Doctor Steven Thompson stared at the screen, the words blurring before him. "There's got to be something here that we've missed," he muttered to himself.
Dr. Thompson and his colleagues had been working on a cure for years now. Every time they seemed to find something promising, some other research put them back. Or the lab animals didn't respond as expected. Or...
It was funny how his outlook on things oscillated from one extreme to the next. Some nights he'd have a dream of seeing his face on People magazine as the "Person of the Year." The next night, he'd have a nightmare of spending the rest of his life in jail for medical malpractice. Actually, that wasn't quite right.... He never had dreams two nights in a row because he never slept for two nights in a row.
Dr. Thompson chuckled. "If someone were to study me right now, no doubt I'd be diagnosed with schizophrenia," He said to himself. "Or maybe bipolar with psychotic features, if they decided to give me the benefit of the doubt." Talking out loud to himself had always been a way that Dr. Thompson processed his thoughts, and he had receive more than one awkward glance in public, as he mumbled about all sorts of medical terms and self-created acronyms.
His body had adjusted amazingly well to the odd sleeping schedule. Between his normal medical practice and his research, he rarely went less than 48 hours between periods of forced unconsciousness. Though he really didn't feel like comparing his concept of "amazingly well" to the actual physical and mental ramifications.
"Maybe my next research topic should be sleep deprivation. I could be my own lab rat, and then sue myself for medical malpractice. Wouldn’t the lawyers have a heyday with that one? And then I could be 'Person of the Year' and be in jail for medical malpractice."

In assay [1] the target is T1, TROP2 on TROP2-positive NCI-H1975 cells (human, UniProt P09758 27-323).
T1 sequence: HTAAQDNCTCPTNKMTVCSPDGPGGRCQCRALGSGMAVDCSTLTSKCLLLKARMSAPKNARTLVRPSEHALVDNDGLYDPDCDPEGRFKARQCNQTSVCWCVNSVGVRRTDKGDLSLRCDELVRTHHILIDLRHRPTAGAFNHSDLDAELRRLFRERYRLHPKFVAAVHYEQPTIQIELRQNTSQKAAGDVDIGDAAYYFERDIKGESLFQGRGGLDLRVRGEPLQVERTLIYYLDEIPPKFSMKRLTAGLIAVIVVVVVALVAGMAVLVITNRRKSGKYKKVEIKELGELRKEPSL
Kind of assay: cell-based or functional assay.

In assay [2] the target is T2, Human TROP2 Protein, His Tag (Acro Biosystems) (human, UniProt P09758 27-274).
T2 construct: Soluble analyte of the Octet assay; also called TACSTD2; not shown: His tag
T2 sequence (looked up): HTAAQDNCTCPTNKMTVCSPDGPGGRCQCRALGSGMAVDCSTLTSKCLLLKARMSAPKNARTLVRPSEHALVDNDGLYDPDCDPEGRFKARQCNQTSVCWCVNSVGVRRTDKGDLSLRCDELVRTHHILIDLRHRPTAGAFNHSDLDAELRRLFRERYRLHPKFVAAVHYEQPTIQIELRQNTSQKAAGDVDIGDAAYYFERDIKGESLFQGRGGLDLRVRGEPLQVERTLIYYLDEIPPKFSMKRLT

Dr. Thompson pushed away from the computer desk. "Well, I'm not doing anyone any good at this point. I'd best just head home," he said "And if I don't head home soon, there'll be a strong possibility of me falling asleep at the wheel, which definitely won't do anyone any good." He could always sleep in the lab, but that led to a restless sleep, which led to grumpiness, which led to irritability.... it was a vicious cycle.
He secured the lab and got into his car. The roads were nearly empty as he made his way home. He slipped into the house quietly, careful not to wake anyone.
As he walked to his bedroom, he heard the scuffle of little feet. He swooped his sleepy daughter up into his arms. "What are you doing up?"
"I couldn't sleep," she said, rubbing her eyes and dragging her teddy bear on the floor.
"I think I can help with that."
Steven carried Megan to her room and sat in the rocking chair. She was the youngest, and they never got rid of it, so even though she was four, the rocking chair stayed. After a hard day of research, he savored these moments.
As he rocked, he began to sing softly.
Amazing grace, how sweet the sound
That saved a wretch like me
I once was lost, but now I'm found
Was blind, but now I see.
Before he finished singing, he felt Megan's breathing change. "My research may not find anything in my lifetime," he said, as he slipped Megan into her bed, "But hopefully it will lay the foundation for future research, and help people just like you." That would make his lifetime commitment worth it.
Amazing Grace, John Newton, 1779. Public Domain.
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